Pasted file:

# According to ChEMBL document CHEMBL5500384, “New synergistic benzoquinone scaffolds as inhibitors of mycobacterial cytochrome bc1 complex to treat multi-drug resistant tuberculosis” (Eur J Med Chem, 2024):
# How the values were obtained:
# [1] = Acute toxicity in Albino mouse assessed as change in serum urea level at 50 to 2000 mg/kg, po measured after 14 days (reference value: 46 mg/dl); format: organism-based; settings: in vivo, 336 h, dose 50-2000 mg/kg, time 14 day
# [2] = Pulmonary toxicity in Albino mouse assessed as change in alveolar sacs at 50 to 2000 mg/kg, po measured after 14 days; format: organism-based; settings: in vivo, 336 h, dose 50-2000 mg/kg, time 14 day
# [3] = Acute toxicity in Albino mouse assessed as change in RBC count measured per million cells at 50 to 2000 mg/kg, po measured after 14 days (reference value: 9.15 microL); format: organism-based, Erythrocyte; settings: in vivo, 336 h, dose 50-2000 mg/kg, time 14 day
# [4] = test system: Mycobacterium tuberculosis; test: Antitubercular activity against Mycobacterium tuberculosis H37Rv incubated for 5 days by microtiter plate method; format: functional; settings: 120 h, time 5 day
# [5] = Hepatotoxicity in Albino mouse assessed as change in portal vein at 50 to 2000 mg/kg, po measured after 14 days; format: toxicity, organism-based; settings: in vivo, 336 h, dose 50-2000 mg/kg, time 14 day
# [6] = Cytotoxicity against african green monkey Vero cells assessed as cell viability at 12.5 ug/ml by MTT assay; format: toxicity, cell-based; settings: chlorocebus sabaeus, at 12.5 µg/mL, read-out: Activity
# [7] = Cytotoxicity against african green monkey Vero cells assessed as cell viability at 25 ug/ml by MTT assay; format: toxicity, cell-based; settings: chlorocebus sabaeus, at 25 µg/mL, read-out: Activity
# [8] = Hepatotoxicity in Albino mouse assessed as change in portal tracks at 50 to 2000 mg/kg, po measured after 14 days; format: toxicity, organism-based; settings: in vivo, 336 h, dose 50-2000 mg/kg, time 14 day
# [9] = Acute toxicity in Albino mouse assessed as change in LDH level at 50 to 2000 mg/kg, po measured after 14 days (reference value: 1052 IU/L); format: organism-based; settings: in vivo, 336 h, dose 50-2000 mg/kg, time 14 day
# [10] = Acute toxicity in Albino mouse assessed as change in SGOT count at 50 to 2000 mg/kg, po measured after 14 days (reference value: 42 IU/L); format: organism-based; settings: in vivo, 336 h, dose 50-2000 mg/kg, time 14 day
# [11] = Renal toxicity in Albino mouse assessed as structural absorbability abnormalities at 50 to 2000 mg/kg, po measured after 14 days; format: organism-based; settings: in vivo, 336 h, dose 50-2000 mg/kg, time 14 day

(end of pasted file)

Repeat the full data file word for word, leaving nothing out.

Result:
# According to ChEMBL document CHEMBL5500384, “New synergistic benzoquinone scaffolds as inhibitors of mycobacterial cytochrome bc1 complex to treat multi-drug resistant tuberculosis” (Eur J Med Chem, 2024):
# How the values were obtained:
# [1] = Acute toxicity in Albino mouse assessed as change in serum urea level at 50 to 2000 mg/kg, po measured after 14 days (reference value: 46 mg/dl); format: organism-based; settings: in vivo, 336 h, dose 50-2000 mg/kg, time 14 day
# [2] = Pulmonary toxicity in Albino mouse assessed as change in alveolar sacs at 50 to 2000 mg/kg, po measured after 14 days; format: organism-based; settings: in vivo, 336 h, dose 50-2000 mg/kg, time 14 day
# [3] = Acute toxicity in Albino mouse assessed as change in RBC count measured per million cells at 50 to 2000 mg/kg, po measured after 14 days (reference value: 9.15 microL); format: organism-based, Erythrocyte; settings: in vivo, 336 h, dose 50-2000 mg/kg, time 14 day
# [4] = test system: Mycobacterium tuberculosis; test: Antitubercular activity against Mycobacterium tuberculosis H37Rv incubated for 5 days by microtiter plate method; format: functional; settings: 120 h, time 5 day
# [5] = Hepatotoxicity in Albino mouse assessed as change in portal vein at 50 to 2000 mg/kg, po measured after 14 days; format: toxicity, organism-based; settings: in vivo, 336 h, dose 50-2000 mg/kg, time 14 day
# [6] = Cytotoxicity against african green monkey Vero cells assessed as cell viability at 12.5 ug/ml by MTT assay; format: toxicity, cell-based; settings: chlorocebus sabaeus, at 12.5 µg/mL, read-out: Activity
# [7] = Cytotoxicity against african green monkey Vero cells assessed as cell viability at 25 ug/ml by MTT assay; format: toxicity, cell-based; settings: chlorocebus sabaeus, at 25 µg/mL, read-out: Activity
# [8] = Hepatotoxicity in Albino mouse assessed as change in portal tracks at 50 to 2000 mg/kg, po measured after 14 days; format: toxicity, organism-based; settings: in vivo, 336 h, dose 50-2000 mg/kg, time 14 day
# [9] = Acute toxicity in Albino mouse assessed as change in LDH level at 50 to 2000 mg/kg, po measured after 14 days (reference value: 1052 IU/L); format: organism-based; settings: in vivo, 336 h, dose 50-2000 mg/kg, time 14 day
# [10] = Acute toxicity in Albino mouse assessed as change in SGOT count at 50 to 2000 mg/kg, po measured after 14 days (reference value: 42 IU/L); format: organism-based; settings: in vivo, 336 h, dose 50-2000 mg/kg, time 14 day
# [11] = Renal toxicity in Albino mouse assessed as structural absorbability abnormalities at 50 to 2000 mg/kg, po measured after 14 days; format: organism-based; settings: in vivo, 336 h, dose 50-2000 mg/kg, time 14 day